Iain and I became involved in conversation with the Mexican-Columbian couple, Cecilia and Ricci. Just two weeks before, they had packed up and moved to Cairo without ever having visited Egypt. The gripes about Egyptians had become increasingly loud: the American and the three Brits were, by now, indulging in some hearty Egyptian-bashing.
“We don’t even let them speak anymore…” one of the Brits boasted, “We just start with FUCK OFF!” The other two Brits and the American roared with laughter.
“Let’s fly back to Dahab and leave this dump,” another said.
“Or fly to Petra and be done with Egypt,” the first said. There is no airport in Wadi Musa, the tiny town that had sprung up around Petra. I bit my lip.
Both intelligent and soft spoken, Cecilia and Ricci had come to the country intent on learning Arabic. They had chosen Egypt for the more neutral, widely understood dialect of Arabic spoken in the country. Their new jobs – teaching English and Spanish, respectively – would commence in a week. The tour had been intended as an introduction to Egypt’s ancient culture, and, although disheartened by the tainted ambience of the over-trodden trail, they remained positive; eager to be enriched by their new endeavour.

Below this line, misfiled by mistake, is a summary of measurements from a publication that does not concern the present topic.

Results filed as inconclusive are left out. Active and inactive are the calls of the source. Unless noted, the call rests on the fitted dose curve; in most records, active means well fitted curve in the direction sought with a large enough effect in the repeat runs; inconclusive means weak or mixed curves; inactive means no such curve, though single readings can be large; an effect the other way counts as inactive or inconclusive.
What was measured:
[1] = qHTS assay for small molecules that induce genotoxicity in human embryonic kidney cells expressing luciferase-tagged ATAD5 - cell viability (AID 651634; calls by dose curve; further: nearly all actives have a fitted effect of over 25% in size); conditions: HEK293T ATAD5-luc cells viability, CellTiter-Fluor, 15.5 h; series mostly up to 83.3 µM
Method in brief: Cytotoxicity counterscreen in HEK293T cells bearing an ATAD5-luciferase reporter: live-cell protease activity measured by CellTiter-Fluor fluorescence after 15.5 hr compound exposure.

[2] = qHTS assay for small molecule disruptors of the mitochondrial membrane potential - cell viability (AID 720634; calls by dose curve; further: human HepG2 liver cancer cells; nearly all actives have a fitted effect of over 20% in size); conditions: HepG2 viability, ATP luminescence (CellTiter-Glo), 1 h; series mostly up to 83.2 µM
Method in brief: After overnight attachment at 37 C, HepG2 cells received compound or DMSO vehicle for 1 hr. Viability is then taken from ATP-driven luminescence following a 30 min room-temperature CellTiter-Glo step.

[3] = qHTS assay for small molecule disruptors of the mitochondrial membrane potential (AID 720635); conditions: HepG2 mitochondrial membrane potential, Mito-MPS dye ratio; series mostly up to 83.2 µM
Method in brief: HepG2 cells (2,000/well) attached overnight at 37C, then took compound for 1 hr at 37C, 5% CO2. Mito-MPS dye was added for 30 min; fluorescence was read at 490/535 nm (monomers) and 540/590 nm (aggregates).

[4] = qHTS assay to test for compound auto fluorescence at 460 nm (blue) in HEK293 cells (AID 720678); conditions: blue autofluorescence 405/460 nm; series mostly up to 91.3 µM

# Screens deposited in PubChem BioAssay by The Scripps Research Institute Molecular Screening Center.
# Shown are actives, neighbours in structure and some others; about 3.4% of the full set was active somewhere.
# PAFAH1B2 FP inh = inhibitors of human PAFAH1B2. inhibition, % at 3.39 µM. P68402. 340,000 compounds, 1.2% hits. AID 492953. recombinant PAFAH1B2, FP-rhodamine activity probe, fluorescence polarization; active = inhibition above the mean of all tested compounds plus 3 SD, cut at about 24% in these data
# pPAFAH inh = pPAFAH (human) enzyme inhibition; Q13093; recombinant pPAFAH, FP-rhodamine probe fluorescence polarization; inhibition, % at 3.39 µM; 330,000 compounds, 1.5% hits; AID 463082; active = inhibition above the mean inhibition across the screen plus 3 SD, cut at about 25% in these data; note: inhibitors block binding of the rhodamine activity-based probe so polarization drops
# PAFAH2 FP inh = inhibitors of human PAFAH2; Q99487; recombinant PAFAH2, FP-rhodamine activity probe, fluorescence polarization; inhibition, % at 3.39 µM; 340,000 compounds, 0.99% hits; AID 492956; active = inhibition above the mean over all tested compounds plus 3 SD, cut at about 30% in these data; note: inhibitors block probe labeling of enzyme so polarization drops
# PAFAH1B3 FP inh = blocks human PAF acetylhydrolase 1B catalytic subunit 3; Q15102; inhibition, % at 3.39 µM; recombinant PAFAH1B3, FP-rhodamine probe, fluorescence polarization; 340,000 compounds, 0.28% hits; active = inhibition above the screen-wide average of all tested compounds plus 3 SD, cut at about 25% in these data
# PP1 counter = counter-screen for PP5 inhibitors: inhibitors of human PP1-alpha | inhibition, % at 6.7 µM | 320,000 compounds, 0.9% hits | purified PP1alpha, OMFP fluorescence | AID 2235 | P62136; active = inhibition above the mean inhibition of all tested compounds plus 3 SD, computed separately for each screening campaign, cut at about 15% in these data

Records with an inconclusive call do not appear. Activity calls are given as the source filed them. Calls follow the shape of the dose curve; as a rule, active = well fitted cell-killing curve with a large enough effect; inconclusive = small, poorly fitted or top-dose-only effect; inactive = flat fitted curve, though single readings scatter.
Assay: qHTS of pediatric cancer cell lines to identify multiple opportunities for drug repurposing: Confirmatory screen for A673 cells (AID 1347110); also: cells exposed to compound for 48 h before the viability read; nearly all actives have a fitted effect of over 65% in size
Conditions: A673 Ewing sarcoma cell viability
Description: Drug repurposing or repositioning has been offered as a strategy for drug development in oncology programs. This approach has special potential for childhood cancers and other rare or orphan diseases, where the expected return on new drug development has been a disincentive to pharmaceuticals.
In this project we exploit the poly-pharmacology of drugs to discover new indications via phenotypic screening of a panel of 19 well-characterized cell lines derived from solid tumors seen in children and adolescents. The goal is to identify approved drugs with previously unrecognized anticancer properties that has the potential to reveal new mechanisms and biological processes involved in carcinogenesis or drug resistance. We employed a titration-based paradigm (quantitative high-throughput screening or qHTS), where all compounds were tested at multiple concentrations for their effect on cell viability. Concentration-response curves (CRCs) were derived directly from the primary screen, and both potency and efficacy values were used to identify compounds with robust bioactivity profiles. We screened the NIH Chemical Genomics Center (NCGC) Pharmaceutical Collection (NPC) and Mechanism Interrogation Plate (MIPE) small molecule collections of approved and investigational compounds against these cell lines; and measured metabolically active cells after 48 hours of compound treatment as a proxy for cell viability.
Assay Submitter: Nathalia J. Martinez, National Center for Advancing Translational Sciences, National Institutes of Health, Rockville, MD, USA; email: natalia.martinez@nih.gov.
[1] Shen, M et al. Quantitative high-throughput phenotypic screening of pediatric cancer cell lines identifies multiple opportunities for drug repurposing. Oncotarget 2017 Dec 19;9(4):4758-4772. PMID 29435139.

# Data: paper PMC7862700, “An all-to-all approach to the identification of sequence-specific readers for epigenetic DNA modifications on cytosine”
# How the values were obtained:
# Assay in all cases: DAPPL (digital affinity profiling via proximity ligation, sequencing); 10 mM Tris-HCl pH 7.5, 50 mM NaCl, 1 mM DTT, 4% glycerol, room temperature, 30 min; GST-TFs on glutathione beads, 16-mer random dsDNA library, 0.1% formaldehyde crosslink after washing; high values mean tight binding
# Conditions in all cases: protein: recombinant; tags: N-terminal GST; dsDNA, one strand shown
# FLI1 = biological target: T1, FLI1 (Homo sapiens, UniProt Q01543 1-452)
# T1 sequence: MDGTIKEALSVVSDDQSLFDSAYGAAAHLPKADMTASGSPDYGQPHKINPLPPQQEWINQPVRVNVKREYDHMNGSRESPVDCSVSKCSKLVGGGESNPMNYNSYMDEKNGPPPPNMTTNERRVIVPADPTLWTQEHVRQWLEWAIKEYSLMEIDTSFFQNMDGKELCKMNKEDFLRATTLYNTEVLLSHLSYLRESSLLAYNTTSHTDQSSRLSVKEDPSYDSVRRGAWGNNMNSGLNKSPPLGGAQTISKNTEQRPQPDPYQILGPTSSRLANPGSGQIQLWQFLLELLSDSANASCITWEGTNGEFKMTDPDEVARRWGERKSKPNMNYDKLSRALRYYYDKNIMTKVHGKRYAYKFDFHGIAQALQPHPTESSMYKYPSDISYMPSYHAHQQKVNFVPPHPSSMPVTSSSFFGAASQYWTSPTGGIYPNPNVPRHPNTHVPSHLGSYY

Egypt is a particularly sad example of a country butchered by tourism, the four of us agreed. Iain felt that because Egypt has had tourists for so long, its people couldn’t imagine ever losing them: tourists can be treated however the Egyptians like. The first tour to Egypt was launched in the 1860’s, by Thomas Cook. The company’s influence became such that from the 1930’s, it was a principle employer in Egypt, involved in shipping, transport and touring operations.
The chartered holiday is central to Egypt’s tourism today: 90% of its nearly 9 million tourists come in on charter flights, and in large groups. Despite the terrorist attacks that took more lives between 2004 and 2006 than in the ten previous years combined, the country enjoyed record tourist numbers in 2005. Playing a huge role is the fact that Egypt is one of the cheapest travel destinations in the world.
Apart from loss of local culture, and a false sense of economic security that the fragile tourist industry promotes, tourism all too often reveals greed and deceit in a country’s national psyche. But still the Egyptology craze grows; the flights only get cheaper.